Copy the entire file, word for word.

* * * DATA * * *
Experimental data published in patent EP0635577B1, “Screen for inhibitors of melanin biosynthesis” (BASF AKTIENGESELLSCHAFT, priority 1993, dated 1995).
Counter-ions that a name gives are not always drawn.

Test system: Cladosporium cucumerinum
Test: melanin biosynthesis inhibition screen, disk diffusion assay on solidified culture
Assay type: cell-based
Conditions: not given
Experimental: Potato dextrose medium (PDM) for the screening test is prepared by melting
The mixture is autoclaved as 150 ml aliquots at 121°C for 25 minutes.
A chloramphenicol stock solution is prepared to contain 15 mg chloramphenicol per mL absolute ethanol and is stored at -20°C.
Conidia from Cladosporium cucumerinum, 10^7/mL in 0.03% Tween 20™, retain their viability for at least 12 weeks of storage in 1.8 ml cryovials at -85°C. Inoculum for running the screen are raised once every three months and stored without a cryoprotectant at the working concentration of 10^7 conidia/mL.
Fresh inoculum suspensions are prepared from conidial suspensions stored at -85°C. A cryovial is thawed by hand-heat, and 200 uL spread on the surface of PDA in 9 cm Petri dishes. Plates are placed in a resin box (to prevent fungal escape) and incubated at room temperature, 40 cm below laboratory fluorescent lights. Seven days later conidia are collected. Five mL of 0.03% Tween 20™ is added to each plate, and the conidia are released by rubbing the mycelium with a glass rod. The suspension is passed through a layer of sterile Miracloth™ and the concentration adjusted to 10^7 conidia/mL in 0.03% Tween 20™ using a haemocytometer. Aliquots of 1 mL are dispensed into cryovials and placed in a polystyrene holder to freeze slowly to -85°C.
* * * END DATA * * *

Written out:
Experimental data published in patent EP0635577B1, “Screen for inhibitors of melanin biosynthesis” (BASF AKTIENGESELLSCHAFT, priority 1993, dated 1995).
Counter-ions that a name gives are not always drawn.

Test system: Cladosporium cucumerinum
Test: melanin biosynthesis inhibition screen, disk diffusion assay on solidified culture
Assay type: cell-based
Conditions: not given
Experimental: Potato dextrose medium (PDM) for the screening test is prepared by melting
The mixture is autoclaved as 150 ml aliquots at 121°C for 25 minutes.
A chloramphenicol stock solution is prepared to contain 15 mg chloramphenicol per mL absolute ethanol and is stored at -20°C.
Conidia from Cladosporium cucumerinum, 10^7/mL in 0.03% Tween 20™, retain their viability for at least 12 weeks of storage in 1.8 ml cryovials at -85°C. Inoculum for running the screen are raised once every three months and stored without a cryoprotectant at the working concentration of 10^7 conidia/mL.
Fresh inoculum suspensions are prepared from conidial suspensions stored at -85°C. A cryovial is thawed by hand-heat, and 200 uL spread on the surface of PDA in 9 cm Petri dishes. Plates are placed in a resin box (to prevent fungal escape) and incubated at room temperature, 40 cm below laboratory fluorescent lights. Seven days later conidia are collected. Five mL of 0.03% Tween 20™ is added to each plate, and the conidia are released by rubbing the mycelium with a glass rod. The suspension is passed through a layer of sterile Miracloth™ and the concentration adjusted to 10^7 conidia/mL in 0.03% Tween 20™ using a haemocytometer. Aliquots of 1 mL are dispensed into cryovials and placed in a polystyrene holder to freeze slowly to -85°C.